Sunday, May 13, 2012
Purple Thistle - Cirsium horridulum
As its Latin name implies, it is a robust, wickedly spined plant. The broad rosette of basal leaves may be several feet across. The sharply toothed leaves are armed with stout spines at the end of each tooth. This, and the milky sap it produces, protects it from herbivorous wildlife; but, like so many times in nature, the caterpillars of the little metalmark butterfly are uniquely adapted to feed on it. This tiny, but beautiful butterfly, is featured at the top of this post, nectaring on an aster flower.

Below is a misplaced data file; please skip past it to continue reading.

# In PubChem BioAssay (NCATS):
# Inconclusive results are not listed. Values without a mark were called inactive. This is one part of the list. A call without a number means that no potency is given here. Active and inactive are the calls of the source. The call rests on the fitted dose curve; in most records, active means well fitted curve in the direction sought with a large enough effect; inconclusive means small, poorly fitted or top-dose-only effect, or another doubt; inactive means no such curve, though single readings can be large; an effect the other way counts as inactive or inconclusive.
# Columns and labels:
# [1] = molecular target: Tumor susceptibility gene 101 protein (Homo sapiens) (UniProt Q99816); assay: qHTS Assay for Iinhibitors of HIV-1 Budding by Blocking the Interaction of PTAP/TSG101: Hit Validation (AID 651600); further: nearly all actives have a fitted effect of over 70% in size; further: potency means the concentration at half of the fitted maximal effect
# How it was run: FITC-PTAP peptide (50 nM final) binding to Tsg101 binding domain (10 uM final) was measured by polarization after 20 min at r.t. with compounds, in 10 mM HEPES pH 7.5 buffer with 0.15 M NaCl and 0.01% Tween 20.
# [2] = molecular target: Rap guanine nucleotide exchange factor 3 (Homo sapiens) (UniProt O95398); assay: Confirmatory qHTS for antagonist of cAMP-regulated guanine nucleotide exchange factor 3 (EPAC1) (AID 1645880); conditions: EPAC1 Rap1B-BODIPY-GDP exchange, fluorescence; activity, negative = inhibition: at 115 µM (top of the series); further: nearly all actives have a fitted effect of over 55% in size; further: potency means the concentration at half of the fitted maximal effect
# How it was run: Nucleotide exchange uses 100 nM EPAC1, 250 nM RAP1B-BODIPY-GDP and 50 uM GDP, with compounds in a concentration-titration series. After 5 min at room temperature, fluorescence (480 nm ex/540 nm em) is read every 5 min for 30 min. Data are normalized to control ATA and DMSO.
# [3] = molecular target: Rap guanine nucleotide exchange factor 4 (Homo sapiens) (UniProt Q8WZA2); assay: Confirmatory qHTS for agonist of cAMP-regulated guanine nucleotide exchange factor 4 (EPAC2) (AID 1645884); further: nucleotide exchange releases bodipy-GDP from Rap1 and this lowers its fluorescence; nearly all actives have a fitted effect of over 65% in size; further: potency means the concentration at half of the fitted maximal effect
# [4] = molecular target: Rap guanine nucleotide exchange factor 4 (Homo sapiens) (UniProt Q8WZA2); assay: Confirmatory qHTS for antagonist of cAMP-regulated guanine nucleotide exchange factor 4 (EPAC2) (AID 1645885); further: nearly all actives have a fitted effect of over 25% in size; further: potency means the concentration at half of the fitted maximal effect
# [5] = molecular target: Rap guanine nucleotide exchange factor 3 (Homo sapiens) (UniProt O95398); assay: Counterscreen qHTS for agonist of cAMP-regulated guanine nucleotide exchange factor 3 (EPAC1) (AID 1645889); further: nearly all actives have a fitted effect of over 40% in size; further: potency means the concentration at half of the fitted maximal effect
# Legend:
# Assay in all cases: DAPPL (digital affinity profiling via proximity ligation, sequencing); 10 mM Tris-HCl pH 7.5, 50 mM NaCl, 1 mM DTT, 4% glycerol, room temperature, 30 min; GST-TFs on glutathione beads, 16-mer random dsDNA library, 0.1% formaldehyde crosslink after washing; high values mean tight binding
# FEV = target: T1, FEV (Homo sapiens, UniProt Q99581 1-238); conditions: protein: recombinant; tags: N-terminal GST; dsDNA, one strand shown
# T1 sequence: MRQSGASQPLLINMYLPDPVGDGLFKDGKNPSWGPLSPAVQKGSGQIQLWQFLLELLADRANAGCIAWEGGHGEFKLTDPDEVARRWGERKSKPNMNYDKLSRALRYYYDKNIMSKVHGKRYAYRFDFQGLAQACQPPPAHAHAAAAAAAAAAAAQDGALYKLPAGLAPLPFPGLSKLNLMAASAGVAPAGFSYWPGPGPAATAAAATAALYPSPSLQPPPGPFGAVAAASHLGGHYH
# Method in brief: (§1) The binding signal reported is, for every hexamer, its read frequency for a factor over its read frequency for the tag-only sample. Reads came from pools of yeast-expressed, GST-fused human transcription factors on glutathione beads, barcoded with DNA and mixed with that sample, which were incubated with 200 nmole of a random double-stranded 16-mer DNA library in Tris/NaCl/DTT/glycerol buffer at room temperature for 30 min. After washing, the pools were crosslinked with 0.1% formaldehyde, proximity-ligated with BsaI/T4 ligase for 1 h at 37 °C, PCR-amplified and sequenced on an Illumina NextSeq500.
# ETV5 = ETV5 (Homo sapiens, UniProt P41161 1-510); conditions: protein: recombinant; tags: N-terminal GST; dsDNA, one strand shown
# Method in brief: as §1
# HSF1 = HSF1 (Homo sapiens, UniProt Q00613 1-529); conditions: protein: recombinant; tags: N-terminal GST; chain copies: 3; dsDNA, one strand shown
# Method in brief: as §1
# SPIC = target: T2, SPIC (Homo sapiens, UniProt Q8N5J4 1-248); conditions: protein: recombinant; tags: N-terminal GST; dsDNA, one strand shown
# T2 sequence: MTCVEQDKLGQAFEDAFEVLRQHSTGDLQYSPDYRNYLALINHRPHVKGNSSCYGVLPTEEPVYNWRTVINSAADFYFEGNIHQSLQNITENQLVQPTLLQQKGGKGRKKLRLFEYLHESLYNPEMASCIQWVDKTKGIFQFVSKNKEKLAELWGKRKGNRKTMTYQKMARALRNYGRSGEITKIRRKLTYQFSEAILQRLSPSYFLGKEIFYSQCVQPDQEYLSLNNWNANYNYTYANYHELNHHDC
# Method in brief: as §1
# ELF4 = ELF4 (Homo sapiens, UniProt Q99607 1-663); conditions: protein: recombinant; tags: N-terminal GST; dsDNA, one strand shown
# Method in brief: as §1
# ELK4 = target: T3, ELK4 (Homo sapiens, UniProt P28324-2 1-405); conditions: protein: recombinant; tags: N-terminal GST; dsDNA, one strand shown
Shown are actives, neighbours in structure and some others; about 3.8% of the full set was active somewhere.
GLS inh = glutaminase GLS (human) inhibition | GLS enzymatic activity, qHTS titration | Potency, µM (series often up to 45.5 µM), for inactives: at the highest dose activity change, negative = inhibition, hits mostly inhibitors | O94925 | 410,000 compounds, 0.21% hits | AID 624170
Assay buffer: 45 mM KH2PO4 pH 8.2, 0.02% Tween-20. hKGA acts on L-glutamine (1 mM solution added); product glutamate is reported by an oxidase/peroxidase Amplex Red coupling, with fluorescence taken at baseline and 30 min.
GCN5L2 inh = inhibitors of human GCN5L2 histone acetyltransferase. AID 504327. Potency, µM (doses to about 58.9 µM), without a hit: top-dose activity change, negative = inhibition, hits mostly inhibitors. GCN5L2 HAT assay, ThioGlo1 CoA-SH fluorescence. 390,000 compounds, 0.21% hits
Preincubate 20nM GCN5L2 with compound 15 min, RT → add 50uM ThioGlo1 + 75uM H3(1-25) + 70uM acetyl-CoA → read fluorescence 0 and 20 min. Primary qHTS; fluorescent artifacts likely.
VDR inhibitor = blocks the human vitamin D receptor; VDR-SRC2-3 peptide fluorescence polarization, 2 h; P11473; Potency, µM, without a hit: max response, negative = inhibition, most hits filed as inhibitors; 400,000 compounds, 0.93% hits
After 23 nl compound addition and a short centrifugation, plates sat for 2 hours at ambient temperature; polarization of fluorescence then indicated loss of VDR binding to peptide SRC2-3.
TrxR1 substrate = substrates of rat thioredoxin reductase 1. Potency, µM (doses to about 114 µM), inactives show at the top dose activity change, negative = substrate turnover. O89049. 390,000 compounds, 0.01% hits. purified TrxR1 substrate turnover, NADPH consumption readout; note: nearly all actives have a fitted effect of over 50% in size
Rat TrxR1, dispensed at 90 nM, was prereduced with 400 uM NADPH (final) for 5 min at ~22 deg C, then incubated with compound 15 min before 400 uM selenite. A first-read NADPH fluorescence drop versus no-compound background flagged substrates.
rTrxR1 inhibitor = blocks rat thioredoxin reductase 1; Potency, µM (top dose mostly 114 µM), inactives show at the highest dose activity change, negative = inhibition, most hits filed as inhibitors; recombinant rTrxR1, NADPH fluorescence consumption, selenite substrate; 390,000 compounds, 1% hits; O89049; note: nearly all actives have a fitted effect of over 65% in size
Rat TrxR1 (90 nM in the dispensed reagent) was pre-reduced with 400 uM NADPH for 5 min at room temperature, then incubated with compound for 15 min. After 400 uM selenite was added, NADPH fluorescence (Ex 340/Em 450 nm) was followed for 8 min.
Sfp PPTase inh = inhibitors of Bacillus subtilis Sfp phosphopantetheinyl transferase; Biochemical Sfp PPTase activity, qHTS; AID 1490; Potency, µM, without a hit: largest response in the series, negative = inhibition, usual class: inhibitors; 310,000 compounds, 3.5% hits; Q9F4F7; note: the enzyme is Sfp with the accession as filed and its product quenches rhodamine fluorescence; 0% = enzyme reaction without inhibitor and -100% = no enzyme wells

A husky flower stalk arises from the center of the rosette by summer. It too is spiny and eventually reaches a height of about 3-4 feet. Large spiny flower heads form at the end of each stem - and along a few side stems near the top. These open to large and very showy lavender flowers that are exceptional nectar sources for all types of pollinators.
Though few wildflowers are better nectar sources, purple thistle is impossible to control in a landscape setting. Once established, it often there to stay - producing new plants from underground suckers and from the copious fluffy seed that gets carried everywhere by the wind. I do not recommend it for landscapes, but it is a hub of activity if you are out looking for butterflies, bees, and the like. When I am hiking or driving and see a stand of purple thistle, I always try to stop if I have my camera with me. You never know what you might see nectaring from it.